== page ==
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In that case, the blame lies not with globalisation but with concomitant policies with which it was being married to. Globalisation need to be put in a broader context of social and economic policies. It could be a major force for prosperity only if it is backed by adequate national policies in a conducive social and economic environment.

Sen has compared the Indian Index of Human Development with a Chinese Index of Human Development in which China is in a much higher scale. But he has compared the human development of China with human development index of Kerala, in which Kerala is better placed without any coercion in-spite of low income in comparison to so many states in India.

Kerala’s data on human development show the regional variation and mismatch between income and human development in Indian States. The data also shows the variations in the public action in different states in India because Kerala’s progress on human development front is a result of public action and not the policies of globalisation and liberalisation.

Contribution # 5. Choice of Technique:

Sen’s ‘Choice of Technique’ was a research work where he argued that in a labour surplus economy, generation of employment cannot be increased at the initial stage by the adoption of labour intensive technique. He pleaded for adoption of capital-intensive technique in a developing country like India. His argument was that capital-intensive technique strengthens the economic foundation of the country which help in further expansion of the economy.

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The expansion of capital – intensive projects has a snow – balling effect on development in general including agriculture and industry. The scope of expansion of employment opportunities is more in capital – based project compared to labour – based projects. This idea of Sen cannot be said to be totally new one, because the Indian planners adopted Mahalanobis capital-intensive four sector model in the second five year plan before the publication of Choice of Technique’ in 1960.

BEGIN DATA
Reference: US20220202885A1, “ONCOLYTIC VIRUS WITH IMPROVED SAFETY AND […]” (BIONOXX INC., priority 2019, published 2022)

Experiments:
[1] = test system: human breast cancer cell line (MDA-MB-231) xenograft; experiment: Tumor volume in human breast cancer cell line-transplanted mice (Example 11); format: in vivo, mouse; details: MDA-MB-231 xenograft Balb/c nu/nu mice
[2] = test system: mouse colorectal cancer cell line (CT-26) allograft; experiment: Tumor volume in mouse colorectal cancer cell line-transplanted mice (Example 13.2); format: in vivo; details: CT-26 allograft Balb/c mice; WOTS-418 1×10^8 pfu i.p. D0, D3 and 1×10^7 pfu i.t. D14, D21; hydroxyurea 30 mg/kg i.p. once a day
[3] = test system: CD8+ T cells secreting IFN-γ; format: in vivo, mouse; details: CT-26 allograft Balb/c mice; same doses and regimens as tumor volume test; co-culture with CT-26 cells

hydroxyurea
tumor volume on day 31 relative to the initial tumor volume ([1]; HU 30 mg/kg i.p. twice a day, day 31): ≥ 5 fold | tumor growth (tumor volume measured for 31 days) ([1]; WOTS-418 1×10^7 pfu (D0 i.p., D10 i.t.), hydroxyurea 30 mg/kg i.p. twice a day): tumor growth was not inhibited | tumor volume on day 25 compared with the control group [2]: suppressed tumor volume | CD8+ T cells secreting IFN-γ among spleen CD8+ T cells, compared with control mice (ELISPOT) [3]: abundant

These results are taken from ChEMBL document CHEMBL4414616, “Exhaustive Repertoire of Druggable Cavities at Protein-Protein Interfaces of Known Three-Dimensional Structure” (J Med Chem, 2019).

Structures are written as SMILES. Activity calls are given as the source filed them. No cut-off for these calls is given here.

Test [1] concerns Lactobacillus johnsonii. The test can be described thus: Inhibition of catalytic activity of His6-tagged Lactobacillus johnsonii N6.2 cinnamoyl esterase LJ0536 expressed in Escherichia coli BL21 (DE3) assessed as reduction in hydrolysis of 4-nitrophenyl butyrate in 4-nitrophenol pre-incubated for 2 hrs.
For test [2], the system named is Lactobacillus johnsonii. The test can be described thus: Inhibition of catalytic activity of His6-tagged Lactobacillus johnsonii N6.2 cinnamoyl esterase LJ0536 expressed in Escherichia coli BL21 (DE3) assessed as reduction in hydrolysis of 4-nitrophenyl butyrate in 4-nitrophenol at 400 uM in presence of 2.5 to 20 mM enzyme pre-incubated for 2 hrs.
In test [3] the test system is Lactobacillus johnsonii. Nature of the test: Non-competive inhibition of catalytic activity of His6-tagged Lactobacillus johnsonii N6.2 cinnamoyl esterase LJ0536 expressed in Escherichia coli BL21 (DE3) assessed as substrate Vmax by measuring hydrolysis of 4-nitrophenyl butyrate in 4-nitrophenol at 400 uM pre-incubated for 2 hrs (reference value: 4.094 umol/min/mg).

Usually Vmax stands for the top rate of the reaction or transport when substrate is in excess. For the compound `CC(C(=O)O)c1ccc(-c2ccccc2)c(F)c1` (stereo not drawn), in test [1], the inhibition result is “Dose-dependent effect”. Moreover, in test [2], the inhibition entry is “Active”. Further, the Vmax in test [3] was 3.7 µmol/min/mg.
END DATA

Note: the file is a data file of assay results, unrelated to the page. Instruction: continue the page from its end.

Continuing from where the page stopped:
Contribution # 6. The Time Series Criterion:

A.K. Sen begins with the problem of an investment planner who has to make a choice between various techniques. This person has to start with the estimates of real income flows corresponding to each technique. If (m1/m2) is the ratio of the volumes of investment with technique 1 and technique 2 respectively and if (r1/r2) is the ratio of reinvestment that would be possible when the investment planner choose the respective techniques, technique 1 will lead to a higher or lower rate of growth depending on whether m1 is greater or less than m2r2. But this is not enough to make a choice between the two techniques; it is very much possible that a higher growth rate does not provide a higher level of social welfare. Sen, therefore, argues, “After getting the two time series of income flows we have to apply the relevant rates of time discount.

The time discount is necessary because of at least two reasons:

(a) The diminishing marginal social utility of income with the rising income level, and

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(b) The uncertainty of the future. If marginal social utility of income falls quickly and becomes negligible as income rises beyond a certain level, it is possible that higher rate of growth of income may not give us a higher sum of total social satisfaction”.